Last year, the Kentucky General Assembly passed two bills relating to charter schools. One of the bills allowed charters to operate. The other one set up a funding mechanism. But that funding bill was only temporary, and is set to expire at the end of June.
So in the final days of this year’s session, as lawmakers tackle other big issues like pensions and the state budget, they’re also taking steps to fund charter schools long-term. But, spoiler alert, even if the current measure doesn’t end up becoming law, charters could still be opening in Kentucky as soon as the 2019-2020 school year.
Here’s what’s going on.
Last week, the state Senate approved its version of House Bill 366 and included in it language restoring funding for charter schools — language not included in the House version of the bill.
“They’ve had over a year to work on it and refine it,” said Pam Thomas, senior fellow at the left-leaning Kentucky Center for Economic Policy. Despite that, the language lawmakers are considering this time around is pretty much identical to the bill establishing a temporary charter funding mechanism that expires in June.
“Public schools are already grossly underfunded and adding this on top of this further diverts resources from the public schools,” Thomas said.
So, what exactly is a charter school?
Charter school are publicly-funded schools that are run independently. Charter schools are public schools. They’re free to attend and aren’t religious.
And how those charters will be funded is what lawmakers are debating now.
“The details are pretty complex it appears but the gist would be that anywhere a charter school is authorized and approved that that local district where it’s located will be required to transfer some various amounts of funding over to the charter,” said Eric Kennedy. He’s the Director of Governmental Relations at the Kentucky School Boards Association.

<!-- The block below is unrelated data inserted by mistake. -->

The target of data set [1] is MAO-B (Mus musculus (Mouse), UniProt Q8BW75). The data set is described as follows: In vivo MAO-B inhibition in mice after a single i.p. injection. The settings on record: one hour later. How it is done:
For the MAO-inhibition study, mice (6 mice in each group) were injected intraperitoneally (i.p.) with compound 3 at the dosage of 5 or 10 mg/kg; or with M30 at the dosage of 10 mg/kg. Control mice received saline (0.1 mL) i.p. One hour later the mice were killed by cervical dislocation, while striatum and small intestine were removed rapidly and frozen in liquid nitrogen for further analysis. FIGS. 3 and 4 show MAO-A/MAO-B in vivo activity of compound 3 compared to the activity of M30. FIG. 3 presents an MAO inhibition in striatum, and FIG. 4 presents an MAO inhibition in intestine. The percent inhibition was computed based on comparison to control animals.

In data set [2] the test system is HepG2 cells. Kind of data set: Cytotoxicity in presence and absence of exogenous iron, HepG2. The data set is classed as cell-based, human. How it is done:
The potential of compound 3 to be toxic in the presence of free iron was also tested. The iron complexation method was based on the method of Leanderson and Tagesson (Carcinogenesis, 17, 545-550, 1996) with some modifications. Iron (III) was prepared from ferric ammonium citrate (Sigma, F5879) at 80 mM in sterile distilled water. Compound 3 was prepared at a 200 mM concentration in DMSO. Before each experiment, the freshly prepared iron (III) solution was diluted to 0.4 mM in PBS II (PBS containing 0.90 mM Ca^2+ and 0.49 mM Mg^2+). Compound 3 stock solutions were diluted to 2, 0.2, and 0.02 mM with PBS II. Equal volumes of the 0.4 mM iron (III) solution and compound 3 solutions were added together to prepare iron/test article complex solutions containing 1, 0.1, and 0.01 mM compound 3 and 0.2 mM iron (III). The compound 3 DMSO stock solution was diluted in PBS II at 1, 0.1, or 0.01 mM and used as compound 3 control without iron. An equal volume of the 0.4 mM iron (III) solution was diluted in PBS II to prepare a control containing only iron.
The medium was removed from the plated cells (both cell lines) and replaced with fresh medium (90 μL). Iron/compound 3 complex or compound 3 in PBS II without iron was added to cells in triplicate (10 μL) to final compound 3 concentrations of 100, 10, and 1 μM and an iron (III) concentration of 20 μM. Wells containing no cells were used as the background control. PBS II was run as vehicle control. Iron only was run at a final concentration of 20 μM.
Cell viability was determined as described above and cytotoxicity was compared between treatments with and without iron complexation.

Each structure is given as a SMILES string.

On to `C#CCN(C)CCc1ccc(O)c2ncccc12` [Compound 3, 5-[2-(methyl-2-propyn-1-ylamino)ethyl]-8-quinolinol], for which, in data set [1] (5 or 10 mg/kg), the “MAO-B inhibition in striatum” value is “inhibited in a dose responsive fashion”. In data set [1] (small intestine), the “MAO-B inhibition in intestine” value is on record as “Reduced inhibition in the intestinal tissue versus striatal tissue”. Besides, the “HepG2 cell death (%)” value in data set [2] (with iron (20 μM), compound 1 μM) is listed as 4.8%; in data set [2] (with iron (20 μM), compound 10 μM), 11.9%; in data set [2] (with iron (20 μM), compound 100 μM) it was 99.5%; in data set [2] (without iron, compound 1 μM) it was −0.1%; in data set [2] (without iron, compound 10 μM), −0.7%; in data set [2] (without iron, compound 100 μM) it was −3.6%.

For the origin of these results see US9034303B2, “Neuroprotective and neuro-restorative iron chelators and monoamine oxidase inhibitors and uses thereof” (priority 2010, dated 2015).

And even though we still don’t know what that amount will be, Kennedy says those wishing to open charters in Kentucky can still begin applying. That’s because that bill that lawmakers passed in 2017 is still on the books.
“Because the other law that passed last year authorizes them to exist and sort of says the authorizer can sort of negotiate funding terms, it’s still possible and likely that we can see charter schools in Kentucky,” Kennedy said.
Why Does Funding Matter?
Ultimately, how and whether the Kentucky General Assembly acts to put some sort of permanent charter funding mechanism into place may not matter when it comes to establishing some charters in Kentucky.
JCPS and other local school districts may not need permanent statutory language on the books when it comes to funding charters. If they want charters, they can authorize them to operate on their own because they have the money and they can transfer funds to a charter school.
In Jefferson County, director of school choice Cassiopia Blausey says JCPS will start taking applications next month for the 2019-2020 school year.
“The reason JCPS pretty much has to go forward is because House Bill 520 is still on the books,” says Blausey.
But some speculate the uncertainty of future funding might deter larger national charters from opening in Kentucky.
Also, Thomas of the Kentucky Center on Economic Policy says there are larger questions to be asked about distributing money to charters through this sort of funding mechanism.
“The other problem is that if they’re going to say charter schools are public schools, then there is some obligation on their part to fund them equitably,” she said.
Like how, for example, charter schools wouldn’t receive capital money to build a school, the way a traditional school would.
And even if House Bill 366 becomes law with the charter funding mechanism included, Thomas says there are other issues that remain unaddressed — like how mayors in Louisville and Lexington can fund charters.
The bill is now in conference committee, and the legislature will adjourn on April 13.